The risk Conor McGregor is taking by possibly staining his career with a second consecutive loss to Nate Diaz on Saturday in UFC 202 is one thing.
But McGregor’s toned-down interest in promotion is the greater danger for the UFC’s most compelling figure.
Since McGregor’s falling-out with UFC leadership over his refusal to interrupt training to publicize the rematch of his March 5 second-round submission loss to Diaz, the Irishman hasn’t seemed near the lively figure he was in his emergence.
The colorful words and shocking acts McGregor rode to prominence – jumping out of the octagon to confront then-featherweight-champion Jose Aldo after a victory, verbally dicing up both Aldo and Diaz in the buildup to those fights – have dwindled.
McGregor followed the no-show dispute that got him booted from July’s UFC 200 main event by arriving 30 minutes late to Wednesday’s news conference for both headliners and wasn’t apologetic.
He said he wasn’t sorry that UFC President Dana White and Diaz started without him, noting, “These … press conferences … they’ve gotten me kicked off [a card] before,” McGregor said in his opening comments. “I’m just happy to be here, ready to fight. Cut all the [baloney]. You know I’m going to give a fight when I’m here. It’s going to be a show.
“So forget all this other [crap], this timekeeping and stuff. I’m here.”
That attitude certainly doesn’t sit well with the UFC, which relished the animated salesmanship McGregor provided when he verbally undressed Diaz before the record-setting UFC 196 pay-per-view bout last spring.
“We’re having a press conference here. If it’s over before he gets here, it’s over,” an aggravated White barked to a reporter before McGregor showed.
Seconds later, Diaz took it upon himself to trigger the publicity machine by exiting the news conference with an entourage, throwing plastic bottles and a roll of tape in the direction of McGregor and his supporters, to which the Irishman responded by lobbing back some energy drink cans.
McGregor gave White a shrug as the scene played out, which was either a mutual acknowledgment of Diaz’s unpredictability or a nod that the pay-per-view card at T-Mobile Arena had its selling point.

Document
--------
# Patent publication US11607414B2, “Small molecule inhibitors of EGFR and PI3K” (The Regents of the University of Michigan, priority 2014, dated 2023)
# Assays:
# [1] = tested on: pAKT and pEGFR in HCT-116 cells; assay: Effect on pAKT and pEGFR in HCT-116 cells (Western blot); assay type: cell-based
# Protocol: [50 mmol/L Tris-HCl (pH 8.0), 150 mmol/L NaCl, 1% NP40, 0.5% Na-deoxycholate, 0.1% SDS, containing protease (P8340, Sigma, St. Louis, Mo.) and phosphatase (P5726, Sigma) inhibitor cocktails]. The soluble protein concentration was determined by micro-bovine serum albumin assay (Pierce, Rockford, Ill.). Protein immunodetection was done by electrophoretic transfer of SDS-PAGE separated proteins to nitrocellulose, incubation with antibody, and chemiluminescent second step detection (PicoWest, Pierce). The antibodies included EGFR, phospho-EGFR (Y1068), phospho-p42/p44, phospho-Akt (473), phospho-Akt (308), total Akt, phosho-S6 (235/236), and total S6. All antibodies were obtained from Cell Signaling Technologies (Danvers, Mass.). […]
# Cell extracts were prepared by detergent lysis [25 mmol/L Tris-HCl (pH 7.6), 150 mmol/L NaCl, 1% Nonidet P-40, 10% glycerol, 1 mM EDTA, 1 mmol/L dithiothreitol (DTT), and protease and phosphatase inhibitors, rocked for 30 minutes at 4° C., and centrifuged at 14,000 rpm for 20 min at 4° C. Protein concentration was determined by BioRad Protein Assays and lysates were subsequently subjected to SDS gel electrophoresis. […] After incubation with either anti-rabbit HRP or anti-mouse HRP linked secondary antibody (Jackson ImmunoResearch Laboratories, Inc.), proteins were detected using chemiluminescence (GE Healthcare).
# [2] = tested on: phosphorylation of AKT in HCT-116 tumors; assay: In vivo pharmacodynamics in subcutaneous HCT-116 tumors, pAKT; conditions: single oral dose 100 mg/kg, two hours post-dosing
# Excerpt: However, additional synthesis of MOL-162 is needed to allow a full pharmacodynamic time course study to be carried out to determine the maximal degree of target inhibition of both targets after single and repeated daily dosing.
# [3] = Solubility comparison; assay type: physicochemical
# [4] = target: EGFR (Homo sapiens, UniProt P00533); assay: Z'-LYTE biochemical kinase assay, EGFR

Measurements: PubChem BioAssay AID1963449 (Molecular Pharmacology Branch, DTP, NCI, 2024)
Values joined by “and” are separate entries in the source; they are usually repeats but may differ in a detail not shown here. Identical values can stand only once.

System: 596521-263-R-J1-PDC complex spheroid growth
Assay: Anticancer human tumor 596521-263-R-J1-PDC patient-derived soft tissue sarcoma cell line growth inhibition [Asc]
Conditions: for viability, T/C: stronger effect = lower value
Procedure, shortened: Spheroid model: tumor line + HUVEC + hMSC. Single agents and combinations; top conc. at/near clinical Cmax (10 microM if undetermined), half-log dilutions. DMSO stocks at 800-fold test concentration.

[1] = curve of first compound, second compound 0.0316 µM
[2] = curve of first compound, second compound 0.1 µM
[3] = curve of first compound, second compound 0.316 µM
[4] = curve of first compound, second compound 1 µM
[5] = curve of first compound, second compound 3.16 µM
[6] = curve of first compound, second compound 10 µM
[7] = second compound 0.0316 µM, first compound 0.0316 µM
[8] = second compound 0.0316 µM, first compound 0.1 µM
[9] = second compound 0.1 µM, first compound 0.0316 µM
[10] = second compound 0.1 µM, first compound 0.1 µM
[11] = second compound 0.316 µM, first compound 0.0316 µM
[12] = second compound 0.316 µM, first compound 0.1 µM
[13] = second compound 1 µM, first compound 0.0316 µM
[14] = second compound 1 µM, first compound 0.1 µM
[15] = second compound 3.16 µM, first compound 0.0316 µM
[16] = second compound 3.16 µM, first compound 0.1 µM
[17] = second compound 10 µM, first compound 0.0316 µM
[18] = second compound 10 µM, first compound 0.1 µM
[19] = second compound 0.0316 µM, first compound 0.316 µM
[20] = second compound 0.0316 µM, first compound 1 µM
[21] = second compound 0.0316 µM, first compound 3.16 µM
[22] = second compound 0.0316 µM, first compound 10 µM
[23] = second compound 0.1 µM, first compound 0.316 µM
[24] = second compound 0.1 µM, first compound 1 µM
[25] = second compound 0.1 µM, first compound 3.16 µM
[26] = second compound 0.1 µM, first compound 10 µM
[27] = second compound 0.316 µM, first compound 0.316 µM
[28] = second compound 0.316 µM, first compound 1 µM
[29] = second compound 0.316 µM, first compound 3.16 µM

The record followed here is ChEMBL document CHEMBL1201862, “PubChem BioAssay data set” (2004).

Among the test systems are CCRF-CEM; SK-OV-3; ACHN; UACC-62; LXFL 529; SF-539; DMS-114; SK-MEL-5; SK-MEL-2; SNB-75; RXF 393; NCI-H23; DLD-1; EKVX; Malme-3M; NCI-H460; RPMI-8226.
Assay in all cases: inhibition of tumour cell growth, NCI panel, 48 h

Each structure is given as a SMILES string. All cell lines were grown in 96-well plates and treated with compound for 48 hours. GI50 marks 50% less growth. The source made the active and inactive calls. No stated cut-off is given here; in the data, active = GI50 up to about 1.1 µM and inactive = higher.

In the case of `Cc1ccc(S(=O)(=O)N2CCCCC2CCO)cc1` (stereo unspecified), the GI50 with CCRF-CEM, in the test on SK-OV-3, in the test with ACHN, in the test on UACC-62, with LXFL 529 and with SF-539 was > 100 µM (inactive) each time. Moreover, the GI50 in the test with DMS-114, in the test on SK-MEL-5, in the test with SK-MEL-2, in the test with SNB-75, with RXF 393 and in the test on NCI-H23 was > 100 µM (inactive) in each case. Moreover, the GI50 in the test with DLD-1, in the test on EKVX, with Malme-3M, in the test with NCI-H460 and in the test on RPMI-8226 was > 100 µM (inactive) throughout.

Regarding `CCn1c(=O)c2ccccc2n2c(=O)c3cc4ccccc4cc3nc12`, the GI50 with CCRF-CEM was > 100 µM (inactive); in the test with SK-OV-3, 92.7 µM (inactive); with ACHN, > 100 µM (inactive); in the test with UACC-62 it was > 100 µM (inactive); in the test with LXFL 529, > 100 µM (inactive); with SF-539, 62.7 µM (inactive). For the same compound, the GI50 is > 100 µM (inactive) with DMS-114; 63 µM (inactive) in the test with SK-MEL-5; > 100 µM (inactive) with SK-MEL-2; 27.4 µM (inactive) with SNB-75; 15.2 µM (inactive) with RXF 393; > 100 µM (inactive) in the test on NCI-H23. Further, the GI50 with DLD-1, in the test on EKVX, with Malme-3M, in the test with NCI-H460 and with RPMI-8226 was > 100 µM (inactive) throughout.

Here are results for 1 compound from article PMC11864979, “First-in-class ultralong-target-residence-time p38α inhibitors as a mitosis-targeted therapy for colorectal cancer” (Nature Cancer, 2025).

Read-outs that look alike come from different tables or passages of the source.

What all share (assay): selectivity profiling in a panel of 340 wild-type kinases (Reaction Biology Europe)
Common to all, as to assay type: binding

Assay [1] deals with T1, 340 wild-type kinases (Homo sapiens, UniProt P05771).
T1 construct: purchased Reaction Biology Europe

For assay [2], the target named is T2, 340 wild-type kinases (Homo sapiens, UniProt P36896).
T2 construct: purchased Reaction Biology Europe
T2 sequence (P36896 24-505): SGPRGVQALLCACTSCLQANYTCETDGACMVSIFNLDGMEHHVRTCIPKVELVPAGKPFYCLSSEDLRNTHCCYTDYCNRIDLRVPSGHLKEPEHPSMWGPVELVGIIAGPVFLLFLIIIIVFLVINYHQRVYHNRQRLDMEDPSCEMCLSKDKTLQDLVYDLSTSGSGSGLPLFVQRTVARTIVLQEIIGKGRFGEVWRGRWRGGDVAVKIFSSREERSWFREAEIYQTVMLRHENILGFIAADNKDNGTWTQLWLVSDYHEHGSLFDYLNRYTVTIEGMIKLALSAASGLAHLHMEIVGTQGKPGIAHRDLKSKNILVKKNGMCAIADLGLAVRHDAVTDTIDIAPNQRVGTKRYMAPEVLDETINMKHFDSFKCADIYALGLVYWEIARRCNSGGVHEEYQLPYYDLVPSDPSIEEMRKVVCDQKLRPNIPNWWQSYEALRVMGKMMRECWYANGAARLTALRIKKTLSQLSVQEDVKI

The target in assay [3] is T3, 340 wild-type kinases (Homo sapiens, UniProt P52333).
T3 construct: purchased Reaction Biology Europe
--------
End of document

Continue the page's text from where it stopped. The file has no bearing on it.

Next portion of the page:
The most compelling aspect of this fight has been McGregor’s stubbornness, insisting the rematch again be 25 pounds above his weight class as the UFC featherweight champion. This despite the fact that a second straight loss could exact a toll from his swagger.
Using a millennial term, he’s fighting to remain savage.
Instead of staying in his featherweight lane, he dares to repeat a dangerous match-up.
“It’s an era of cherry picking,” McGregor said, mentioning boxers Floyd Mayweather Jr., Canelo Alvarez and Gennady Golovkin who have carefully selected safer opponents than they might have. “It’s not like that with me. I’m here to challenge myself.”
That fierce focus on backing up his words has come with the caveat that he’s using less of them this time around.
A repeat defeat wouldn’t mean a landing without a net. White has already said that McGregor has to next defend his featherweight belt against Aldo – a certain pay-per-view headliner — or the title will be stripped.
Diaz sniped, “They’re trying to make an escape route.”
McGregor explained, “There are a lot of options in the background, and options are good in the fight game. So I’m pretty happy with that, but I’m most happy that I have my shot at redemption.
“Look, I could sit and think about, ‘What if I win? What if I lose?’ and all that, but right now I’m just thinking about this contest. I’m fully prepared. I’m confident going in, and victory is all I’m thinking about.”